Death is a universal experience that we will all have to deal with at some point. Grief after losing a loved one affects everyone differently and it’s something which is particularly difficult to prepare for as most people find the subject uncomfortable and prefer not to talk about it at all.
Everyone deals with grief differently and there’s no right or wrong way to mourn a loved one. Processing your feelings after losing a loved one can be really difficult and confusing, so it’s important to know that what you’re going through is normal.
Here’s our list of 10 things nobody tells you about grief and loss.
You can never be fully prepared for loss
No matter how old you are, you can never be totally prepared for the death of a loved one. Even if their passing didn’t come as a surprise (after a long battle with a terminal disease such a cancer, for example), we still don’t really expect death, and there’s really nothing we can do to prepare for grief.
Feeling guilty or angry is completely normal
You’re likely to relive the day your loved one passed a thousand times over and think about all the things you could’ve done differently. You may even find some sort of way to blame yourself for their death, you may find yourself asking: ‘Maybe if I’d been a better son/ daughter?’, or ‘I should have noticed that he/she was sick.’
Focusing on past arguments and punishing yourself for not being the perfect son, daughter, partner, or friend will not help you to grieve and will only make you feel worse. It’s hard to accept the things we can’t change about the past, but it’s important to try and let these things go and to think of the happier memories you shared with your loved one.
Greif can be messy
Some people talk about the five stages of grief as if they’re set in stone, but the truth is that often enough, these stages do not all happen chronologically – if at all. The five stages of grief are denial, anger, bargaining, depression and acceptance.
These stages will affect everyone differently, and you may even find that you don’t experience one or multiple stages at all. Grief has no expiry date, it could take weeks, months, or even years to finally accept the death of a loved one, and that’s okay too.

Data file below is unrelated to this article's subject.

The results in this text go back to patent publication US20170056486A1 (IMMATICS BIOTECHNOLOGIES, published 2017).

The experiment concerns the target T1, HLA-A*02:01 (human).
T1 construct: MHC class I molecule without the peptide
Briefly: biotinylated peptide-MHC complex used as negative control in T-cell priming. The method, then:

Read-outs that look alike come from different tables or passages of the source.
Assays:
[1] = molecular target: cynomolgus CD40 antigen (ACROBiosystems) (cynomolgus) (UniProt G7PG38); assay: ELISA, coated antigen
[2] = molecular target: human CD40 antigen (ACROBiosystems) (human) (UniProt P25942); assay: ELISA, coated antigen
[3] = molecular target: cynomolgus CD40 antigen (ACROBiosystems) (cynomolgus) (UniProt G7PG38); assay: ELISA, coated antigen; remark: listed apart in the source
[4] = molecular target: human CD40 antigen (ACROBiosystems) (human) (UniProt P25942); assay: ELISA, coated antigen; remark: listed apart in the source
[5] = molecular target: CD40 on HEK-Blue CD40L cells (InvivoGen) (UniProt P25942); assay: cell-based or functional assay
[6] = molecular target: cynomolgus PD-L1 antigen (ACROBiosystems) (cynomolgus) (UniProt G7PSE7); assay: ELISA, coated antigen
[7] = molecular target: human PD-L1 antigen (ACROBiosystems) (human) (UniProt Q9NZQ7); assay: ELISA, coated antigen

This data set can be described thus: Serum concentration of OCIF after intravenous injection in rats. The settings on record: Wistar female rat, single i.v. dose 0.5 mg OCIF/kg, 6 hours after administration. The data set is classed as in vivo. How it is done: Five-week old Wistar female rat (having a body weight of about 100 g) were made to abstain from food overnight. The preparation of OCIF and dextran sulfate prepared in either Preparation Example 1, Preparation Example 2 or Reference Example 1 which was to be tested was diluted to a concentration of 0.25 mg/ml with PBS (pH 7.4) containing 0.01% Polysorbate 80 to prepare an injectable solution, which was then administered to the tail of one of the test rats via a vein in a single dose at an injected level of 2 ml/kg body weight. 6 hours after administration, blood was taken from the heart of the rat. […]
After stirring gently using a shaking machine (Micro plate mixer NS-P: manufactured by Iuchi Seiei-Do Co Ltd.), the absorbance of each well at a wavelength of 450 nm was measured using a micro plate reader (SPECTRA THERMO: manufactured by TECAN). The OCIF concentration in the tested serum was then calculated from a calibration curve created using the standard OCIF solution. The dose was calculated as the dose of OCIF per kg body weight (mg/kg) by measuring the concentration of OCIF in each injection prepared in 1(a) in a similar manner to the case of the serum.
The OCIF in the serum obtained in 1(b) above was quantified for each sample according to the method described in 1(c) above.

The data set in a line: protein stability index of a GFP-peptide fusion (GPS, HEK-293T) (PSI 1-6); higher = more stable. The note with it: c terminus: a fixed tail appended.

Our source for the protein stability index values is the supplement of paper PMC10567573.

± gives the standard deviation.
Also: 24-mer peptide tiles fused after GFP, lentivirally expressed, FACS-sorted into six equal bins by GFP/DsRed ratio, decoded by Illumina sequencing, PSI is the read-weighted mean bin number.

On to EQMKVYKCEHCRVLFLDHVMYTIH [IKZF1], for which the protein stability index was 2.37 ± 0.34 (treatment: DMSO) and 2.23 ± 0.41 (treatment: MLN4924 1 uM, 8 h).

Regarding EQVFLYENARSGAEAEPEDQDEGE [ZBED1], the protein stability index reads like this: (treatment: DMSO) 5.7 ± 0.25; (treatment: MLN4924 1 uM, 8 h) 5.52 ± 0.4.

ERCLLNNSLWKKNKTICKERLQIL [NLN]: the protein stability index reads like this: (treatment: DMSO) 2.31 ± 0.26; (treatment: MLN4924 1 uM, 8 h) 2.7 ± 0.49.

Things may get worse before they get better
You’ll have days where you’ll feel really down and nothing will make you feel better. There may even be days where you won’t even want to get out of bed, and that’s completely normal.
If you do feel like you’re really struggling with the death of loved one, remember that there is always someone you can talk to, whether that’s a trusted friend or family member, a religious official or even a counselor. You are not alone.
You don’t have to be strong all the time
If you lose a loved one as an adult, especially if you have children, you may feel pressured to be stay strong and put on a brave face for everyone else. But remember that you can only hide your feelings and push down your pain for so long before it becomes really unhealthy.
Despite what you may think, nobody expects you to stay composed all the time, it’s okay for you break down and have an outburst of emotion. Be honest with your feelings and accept help and support from others. The silver lining of losing a loved one is that it’ll bring you and your friends and family much closer together.
You may feel completely lost
After losing someone who was very close to you, like a parent, a partner or a sibling for example, you may feel completely lost and alone, as if you’ve lost a part of yourself. Things will be difficult for a while and you’ll always miss your loved one, but in time, you’ll start to feel like yourself again.
You’re likely to learn a lot more about your family, and you may not like it
Nothing can make grieving for a loved one harder than greedy relatives fighting over their estate.
It’s horrible to think about, but after the death of loved one, some relatives (some who you may never have even heard of) may try and take advantage of an awful situation. Times like these can really bring out the worst in people, with some families having to deal with fighting over coffin prices or even relatives stealing the more valuable belongings of the deceased, regardless of what it says in the will.
When it comes to avoiding future family chaos, clear communication and planning is absolutely essential.
It’s okay if you don’t cry
When you first hear the news that a loved one has passed away, you may not feel anything at all. For weeks or even months after losing a loved one, many people feel totally numb, as if they’re in a dream or running on autopilot. Everyone experiences grief differently, so please don’t feel like a monster if you seem to be coping with the loss in a different way than your friends and family.
The truth may take a while to sink in
No matter how rational a person you are, you’ll still expect your loved one to walk back through the door one day. You may spend a lot of time imaging scenarios where they come back, which will be both painful and comforting at the same time.
Death can be awkward
After losing a loved one, you’ll have to tell friends and family about their passing. Death can make people feel really uncomfortable and awkward, but it doesn’t mean they don’t care.
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